Fraud in SV

Great article.

“there’s less transparency as companies stay private longer (174 private companies are each worth $1 billion or more), and there’s an endless supply of legal gray areas to exploit as technology invades every sector, from fintech and med-tech to auto-tech and ed-tech.”

I worry about the trend of staying private. How many of those companies are total frauds like Theranos? How many have no path to profitability like Uber? How much of the current growth (facebook/google/etc) is being propped up by advertising $$$ from these shady unicorns? How many folks have bought private shares via sharepost?

In the dotcom days, unsound companies got huge evaluations from going public. That path is now gone, so many have managed to obtain huge evaluations whilst staying private. Is the end result the same?

If those 174 companies disappeared, what would it mean for the bay area? Does anyone have more quantitative info on these unicorns? What is the combined “market cap” ?

1 Like

Companies may be less enthusiastic about listing in the public markets but there is way more M&A activity coming from the big public companies. I am not worried about exits. Especially if big techs like apple and Microsoft got tax holidays to get their offshore money back expect crazy hot M&A scene.

The public market is saying many of them aren’t worth what the public valuation is. We’ve had a lot of recent IPO losers. There’s no way they all end up winners. Too many are competing against each other.


I think these inflated unicorns aren’t good targets for M&A. A lot are trying to go head-to-head with the big boys, so the only reason for a big boy to gobble them up is if they are a real threat. If they are not a threat, why not wait for them to starve then pick the bones clean? I think for many of these unicorns, it is IPO or bust.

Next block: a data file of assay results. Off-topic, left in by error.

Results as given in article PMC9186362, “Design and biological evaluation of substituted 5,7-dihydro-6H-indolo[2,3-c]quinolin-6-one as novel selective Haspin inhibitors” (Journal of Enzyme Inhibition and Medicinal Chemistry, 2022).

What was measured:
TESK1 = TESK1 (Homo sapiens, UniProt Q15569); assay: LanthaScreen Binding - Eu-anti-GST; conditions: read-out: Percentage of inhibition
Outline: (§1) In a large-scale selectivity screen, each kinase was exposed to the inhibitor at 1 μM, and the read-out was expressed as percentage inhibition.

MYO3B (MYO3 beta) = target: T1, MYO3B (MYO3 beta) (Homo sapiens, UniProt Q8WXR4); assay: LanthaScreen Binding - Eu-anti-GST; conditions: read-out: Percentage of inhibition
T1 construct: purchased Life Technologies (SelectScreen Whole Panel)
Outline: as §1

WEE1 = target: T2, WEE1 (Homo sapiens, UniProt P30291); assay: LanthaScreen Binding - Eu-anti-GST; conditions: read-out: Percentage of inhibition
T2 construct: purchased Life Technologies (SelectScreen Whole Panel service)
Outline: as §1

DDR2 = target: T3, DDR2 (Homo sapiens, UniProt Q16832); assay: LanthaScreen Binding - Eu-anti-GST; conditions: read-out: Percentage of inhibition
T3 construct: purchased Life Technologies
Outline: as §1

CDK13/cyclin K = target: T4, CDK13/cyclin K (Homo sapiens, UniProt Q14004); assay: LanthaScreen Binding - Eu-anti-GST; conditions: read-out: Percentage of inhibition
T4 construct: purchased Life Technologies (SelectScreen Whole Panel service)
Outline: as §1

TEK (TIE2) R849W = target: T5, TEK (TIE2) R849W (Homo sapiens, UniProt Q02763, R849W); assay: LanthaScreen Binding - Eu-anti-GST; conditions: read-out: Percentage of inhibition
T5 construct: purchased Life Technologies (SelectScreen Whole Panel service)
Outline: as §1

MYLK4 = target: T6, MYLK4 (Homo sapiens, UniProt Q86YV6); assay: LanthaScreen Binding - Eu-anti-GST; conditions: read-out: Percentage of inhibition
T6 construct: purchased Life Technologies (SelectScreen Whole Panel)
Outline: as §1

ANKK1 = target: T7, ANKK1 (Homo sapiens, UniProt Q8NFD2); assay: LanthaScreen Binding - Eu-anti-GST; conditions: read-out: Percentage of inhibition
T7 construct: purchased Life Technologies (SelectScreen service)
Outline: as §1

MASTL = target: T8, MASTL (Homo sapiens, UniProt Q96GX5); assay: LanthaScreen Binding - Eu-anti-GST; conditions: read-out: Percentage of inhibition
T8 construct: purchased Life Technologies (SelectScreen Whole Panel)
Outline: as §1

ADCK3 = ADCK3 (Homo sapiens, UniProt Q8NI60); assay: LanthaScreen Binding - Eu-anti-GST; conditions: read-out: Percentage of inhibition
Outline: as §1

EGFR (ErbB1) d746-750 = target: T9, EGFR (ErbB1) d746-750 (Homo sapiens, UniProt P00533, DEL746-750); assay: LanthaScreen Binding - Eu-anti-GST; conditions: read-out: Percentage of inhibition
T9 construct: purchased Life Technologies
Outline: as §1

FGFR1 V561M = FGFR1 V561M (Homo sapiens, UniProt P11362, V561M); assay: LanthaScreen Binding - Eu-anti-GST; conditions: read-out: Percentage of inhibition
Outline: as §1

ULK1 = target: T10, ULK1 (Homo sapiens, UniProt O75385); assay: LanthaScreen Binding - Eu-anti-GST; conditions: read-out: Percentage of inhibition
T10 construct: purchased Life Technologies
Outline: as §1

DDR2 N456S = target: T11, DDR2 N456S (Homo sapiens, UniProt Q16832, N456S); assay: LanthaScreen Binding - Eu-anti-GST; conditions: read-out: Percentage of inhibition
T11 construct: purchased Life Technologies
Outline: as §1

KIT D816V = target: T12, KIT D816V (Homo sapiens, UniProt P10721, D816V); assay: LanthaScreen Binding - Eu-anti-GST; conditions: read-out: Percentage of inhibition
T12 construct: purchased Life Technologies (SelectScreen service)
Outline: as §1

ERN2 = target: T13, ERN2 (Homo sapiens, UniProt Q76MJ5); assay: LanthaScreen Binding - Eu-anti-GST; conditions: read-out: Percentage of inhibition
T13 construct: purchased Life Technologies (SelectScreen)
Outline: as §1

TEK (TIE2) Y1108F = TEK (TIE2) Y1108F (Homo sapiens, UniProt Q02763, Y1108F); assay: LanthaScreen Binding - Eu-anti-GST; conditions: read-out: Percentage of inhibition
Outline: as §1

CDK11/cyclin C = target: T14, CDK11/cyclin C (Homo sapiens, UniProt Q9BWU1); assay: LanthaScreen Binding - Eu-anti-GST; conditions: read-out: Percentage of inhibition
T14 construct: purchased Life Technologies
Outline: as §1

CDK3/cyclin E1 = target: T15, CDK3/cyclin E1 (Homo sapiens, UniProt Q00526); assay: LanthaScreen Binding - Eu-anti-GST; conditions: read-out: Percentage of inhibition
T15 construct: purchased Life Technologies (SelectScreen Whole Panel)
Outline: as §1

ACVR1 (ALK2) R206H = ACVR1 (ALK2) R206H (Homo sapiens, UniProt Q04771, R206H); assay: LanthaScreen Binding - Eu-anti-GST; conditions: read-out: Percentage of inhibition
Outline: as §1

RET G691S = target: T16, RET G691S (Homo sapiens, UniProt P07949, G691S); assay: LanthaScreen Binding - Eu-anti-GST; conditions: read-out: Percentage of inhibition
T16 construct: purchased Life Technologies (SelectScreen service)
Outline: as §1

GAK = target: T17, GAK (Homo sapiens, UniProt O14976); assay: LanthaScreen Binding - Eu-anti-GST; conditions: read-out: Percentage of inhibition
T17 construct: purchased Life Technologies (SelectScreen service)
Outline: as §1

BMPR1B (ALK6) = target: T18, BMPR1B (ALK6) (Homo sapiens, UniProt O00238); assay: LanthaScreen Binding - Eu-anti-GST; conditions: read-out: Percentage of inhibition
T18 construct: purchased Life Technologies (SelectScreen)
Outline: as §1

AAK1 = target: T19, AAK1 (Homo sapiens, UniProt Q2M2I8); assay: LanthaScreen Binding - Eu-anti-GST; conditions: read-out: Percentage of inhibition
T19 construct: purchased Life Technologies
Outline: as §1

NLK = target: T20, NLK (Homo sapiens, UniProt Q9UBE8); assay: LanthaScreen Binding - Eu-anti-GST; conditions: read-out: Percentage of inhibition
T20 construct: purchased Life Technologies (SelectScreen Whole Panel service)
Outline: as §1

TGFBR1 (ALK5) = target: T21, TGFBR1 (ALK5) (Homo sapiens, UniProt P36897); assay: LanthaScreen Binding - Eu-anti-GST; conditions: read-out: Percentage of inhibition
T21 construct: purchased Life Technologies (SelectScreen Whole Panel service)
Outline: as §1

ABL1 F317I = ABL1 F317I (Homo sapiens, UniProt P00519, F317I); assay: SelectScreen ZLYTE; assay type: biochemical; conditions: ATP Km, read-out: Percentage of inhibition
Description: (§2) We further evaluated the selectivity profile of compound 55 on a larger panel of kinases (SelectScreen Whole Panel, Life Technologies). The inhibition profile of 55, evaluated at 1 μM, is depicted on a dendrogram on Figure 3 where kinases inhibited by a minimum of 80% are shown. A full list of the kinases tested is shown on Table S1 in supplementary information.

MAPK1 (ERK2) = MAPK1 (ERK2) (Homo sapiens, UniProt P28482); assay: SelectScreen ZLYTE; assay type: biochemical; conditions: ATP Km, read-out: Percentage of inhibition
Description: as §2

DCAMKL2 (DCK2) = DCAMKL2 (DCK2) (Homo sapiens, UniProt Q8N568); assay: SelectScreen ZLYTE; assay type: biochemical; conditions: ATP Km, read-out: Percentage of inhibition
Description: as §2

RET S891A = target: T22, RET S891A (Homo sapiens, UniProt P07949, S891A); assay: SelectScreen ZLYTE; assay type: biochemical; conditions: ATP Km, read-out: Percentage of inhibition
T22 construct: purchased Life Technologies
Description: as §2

Agreed on this.

What worries me – what happens to the bay area when these unicorns start to starve? Surely the ripple effects could be pretty bad. I’ve been keeping my eyes open for the next big thing to cause a crash, and this may be it :pensive:

I think it’s already more difficult to raise equity. Some are starting to use debt instead.

Also, 2-3 years ago you heard of pay being equal to established companies. I recently talked to some startups (unicorn and non-unicorn). Base pay was 10% lower, no annual bonus vs 20%, and equity that’s not liquid. No wonder we you hear about a talent shortage and jobs going unfilled. It’s more of a comp shortage. They have to get lucky enough to find people that think the pre-IPO equity will offset the 30% pay cut and liquid equity in a public company. Considering the payoff is a 3-5 year investmemt if things go well, I’d expect a return of at least 4x to be with the risk considering 80% of startups fail. Even ones that make it can turn out horrible for employees with lockup. By the time they can sell, the valuation is lower than when they were hired.


Has this or about to impact the property price?

And also very very few homes r in the market. Whether it will change in coming weeks ?.

I would like to be the eternal optimist - but by summer 2017 I expect some startups in SF to either fold or layoff engineers. eg: startups in the food space. This is because a lot of them have not obtained their next round of funding in 2016. So laying off people is one way to try to show a breakeven or profit. I am still seeing Apple, Google, Amazon continue to hire well though. So overall joblessness might be limited.

1 Like

I’d think most people at startups rent. They tend to hire young and equity isn’t liquid. Rents are flat to down.


Stock market is great right now. Many unicorns can do an IPO at lower valuation to raise fund. Square has done that.

How many people are working for shaky startups? Will it a big problem if all those shaky startups fold?

You don’t think an IPO that’s valued below the last round is bad? It screws investors who usually control the company by that point. It will kill employee morale, since the rapid increase in employees is towards the end. They’ll realize the stock isn’t a retention tool or worth sticking around to vest.